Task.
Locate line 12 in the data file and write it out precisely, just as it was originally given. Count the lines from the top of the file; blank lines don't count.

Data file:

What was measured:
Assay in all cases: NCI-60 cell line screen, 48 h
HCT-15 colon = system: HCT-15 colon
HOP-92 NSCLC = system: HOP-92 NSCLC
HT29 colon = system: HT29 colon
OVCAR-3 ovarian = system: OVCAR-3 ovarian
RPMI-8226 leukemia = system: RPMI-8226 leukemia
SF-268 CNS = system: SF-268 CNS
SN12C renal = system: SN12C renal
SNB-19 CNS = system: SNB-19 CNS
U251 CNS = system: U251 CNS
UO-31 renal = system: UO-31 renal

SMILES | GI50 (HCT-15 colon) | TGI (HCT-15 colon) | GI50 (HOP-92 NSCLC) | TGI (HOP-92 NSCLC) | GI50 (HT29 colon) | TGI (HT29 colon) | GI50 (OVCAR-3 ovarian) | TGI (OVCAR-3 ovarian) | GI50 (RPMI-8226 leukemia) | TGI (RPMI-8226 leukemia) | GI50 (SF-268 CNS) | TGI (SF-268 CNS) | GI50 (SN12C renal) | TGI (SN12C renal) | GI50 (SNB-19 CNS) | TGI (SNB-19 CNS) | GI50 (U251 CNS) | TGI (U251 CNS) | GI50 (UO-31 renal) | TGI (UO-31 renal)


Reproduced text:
UO-31 renal = system: UO-31 renal